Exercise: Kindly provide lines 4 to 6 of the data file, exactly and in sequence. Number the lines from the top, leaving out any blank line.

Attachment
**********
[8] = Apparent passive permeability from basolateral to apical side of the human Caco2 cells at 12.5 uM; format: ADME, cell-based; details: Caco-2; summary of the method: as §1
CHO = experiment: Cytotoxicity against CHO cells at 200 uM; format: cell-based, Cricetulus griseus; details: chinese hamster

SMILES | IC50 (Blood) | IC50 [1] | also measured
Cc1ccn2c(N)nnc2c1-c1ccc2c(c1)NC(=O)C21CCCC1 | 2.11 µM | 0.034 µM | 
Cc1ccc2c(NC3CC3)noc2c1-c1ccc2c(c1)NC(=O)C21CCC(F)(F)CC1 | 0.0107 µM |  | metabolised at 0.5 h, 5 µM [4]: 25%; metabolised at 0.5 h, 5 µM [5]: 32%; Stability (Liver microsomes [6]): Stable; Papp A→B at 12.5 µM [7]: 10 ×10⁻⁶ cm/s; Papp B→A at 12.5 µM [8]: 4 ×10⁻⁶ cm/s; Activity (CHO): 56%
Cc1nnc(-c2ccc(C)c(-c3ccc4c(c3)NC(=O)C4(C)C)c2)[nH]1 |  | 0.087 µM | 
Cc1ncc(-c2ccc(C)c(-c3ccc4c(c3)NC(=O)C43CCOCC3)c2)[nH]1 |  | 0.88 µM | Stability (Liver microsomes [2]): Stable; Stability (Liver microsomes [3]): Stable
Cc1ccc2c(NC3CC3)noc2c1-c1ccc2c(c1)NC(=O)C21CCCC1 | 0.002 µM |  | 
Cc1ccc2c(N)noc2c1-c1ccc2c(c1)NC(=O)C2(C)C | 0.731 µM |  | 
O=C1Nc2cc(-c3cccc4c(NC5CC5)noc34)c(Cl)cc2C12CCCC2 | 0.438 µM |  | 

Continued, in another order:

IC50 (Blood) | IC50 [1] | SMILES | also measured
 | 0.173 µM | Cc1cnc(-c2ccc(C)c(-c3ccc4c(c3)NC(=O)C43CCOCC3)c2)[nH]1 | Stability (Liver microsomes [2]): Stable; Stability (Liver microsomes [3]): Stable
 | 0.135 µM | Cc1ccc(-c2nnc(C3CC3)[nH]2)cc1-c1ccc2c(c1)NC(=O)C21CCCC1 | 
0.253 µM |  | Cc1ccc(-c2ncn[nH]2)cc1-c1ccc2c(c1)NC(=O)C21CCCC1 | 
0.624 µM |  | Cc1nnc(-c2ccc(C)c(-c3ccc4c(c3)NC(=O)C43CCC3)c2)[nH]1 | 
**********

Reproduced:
Cc1ccn2c(N)nnc2c1-c1ccc2c(c1)NC(=O)C21CCCC1 | 2.11 µM | 0.034 µM | 
Cc1ccc2c(NC3CC3)noc2c1-c1ccc2c(c1)NC(=O)C21CCC(F)(F)CC1 | 0.0107 µM |  | metabolised at 0.5 h, 5 µM [4]: 25%; metabolised at 0.5 h, 5 µM [5]: 32%; Stability (Liver microsomes [6]): Stable; Papp A→B at 12.5 µM [7]: 10 ×10⁻⁶ cm/s; Papp B→A at 12.5 µM [8]: 4 ×10⁻⁶ cm/s; Activity (CHO): 56%
Cc1nnc(-c2ccc(C)c(-c3ccc4c(c3)NC(=O)C4(C)C)c2)[nH]1 |  | 0.087 µM | 